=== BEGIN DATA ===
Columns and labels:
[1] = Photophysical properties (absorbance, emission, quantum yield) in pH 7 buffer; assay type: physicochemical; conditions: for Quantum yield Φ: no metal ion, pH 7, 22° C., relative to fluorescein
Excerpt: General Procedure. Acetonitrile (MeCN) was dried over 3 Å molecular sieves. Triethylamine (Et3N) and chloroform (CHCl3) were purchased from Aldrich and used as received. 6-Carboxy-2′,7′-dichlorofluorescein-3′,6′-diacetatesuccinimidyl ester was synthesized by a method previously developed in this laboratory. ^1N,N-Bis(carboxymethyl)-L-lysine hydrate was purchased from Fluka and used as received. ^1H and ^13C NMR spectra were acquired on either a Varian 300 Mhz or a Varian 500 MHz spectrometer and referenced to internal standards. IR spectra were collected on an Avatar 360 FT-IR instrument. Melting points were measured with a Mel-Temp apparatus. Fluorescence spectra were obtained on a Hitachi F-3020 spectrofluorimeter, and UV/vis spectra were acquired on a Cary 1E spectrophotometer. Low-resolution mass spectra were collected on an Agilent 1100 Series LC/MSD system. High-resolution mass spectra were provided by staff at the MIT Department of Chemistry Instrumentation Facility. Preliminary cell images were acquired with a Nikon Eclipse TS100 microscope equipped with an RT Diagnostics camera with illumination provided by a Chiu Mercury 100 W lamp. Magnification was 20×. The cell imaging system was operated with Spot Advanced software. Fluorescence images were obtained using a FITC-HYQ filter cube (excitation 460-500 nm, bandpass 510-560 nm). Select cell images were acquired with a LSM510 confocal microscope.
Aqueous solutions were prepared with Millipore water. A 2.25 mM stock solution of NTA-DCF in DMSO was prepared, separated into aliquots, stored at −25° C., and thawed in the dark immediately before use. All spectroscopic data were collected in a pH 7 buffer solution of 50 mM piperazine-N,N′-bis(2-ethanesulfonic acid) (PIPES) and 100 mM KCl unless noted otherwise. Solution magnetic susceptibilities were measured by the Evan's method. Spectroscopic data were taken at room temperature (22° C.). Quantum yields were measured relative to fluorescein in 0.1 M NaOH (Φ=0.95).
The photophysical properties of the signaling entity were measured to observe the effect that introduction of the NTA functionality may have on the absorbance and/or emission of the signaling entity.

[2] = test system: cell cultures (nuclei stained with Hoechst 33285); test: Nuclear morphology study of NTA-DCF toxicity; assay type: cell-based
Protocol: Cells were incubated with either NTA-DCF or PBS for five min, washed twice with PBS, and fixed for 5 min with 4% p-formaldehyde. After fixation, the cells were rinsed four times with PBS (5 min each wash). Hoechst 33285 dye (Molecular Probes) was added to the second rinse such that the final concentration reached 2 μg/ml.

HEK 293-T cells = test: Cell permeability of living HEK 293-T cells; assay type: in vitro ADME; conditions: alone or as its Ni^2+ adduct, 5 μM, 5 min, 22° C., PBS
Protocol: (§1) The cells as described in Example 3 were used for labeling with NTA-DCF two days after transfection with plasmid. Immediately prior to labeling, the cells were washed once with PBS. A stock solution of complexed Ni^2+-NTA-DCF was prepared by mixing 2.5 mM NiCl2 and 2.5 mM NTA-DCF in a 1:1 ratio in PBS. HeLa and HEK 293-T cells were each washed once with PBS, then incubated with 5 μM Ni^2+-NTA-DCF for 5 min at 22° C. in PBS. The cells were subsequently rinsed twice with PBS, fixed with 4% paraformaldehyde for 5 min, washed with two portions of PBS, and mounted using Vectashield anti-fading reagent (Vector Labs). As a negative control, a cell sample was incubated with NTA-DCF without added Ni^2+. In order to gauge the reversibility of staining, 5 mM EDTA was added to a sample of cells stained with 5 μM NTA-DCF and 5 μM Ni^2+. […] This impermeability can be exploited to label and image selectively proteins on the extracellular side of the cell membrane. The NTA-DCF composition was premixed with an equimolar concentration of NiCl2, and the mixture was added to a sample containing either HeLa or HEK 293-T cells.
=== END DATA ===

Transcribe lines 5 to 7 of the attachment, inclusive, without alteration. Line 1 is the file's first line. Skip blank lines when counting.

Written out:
The photophysical properties of the signaling entity were measured to observe the effect that introduction of the NTA functionality may have on the absorbance and/or emission of the signaling entity.

[2] = test system: cell cultures (nuclei stained with Hoechst 33285); test: Nuclear morphology study of NTA-DCF toxicity; assay type: cell-based
Protocol: Cells were incubated with either NTA-DCF or PBS for five min, washed twice with PBS, and fixed for 5 min with 4% p-formaldehyde. After fixation, the cells were rinsed four times with PBS (5 min each wash). Hoechst 33285 dye (Molecular Probes) was added to the second rinse such that the final concentration reached 2 μg/ml.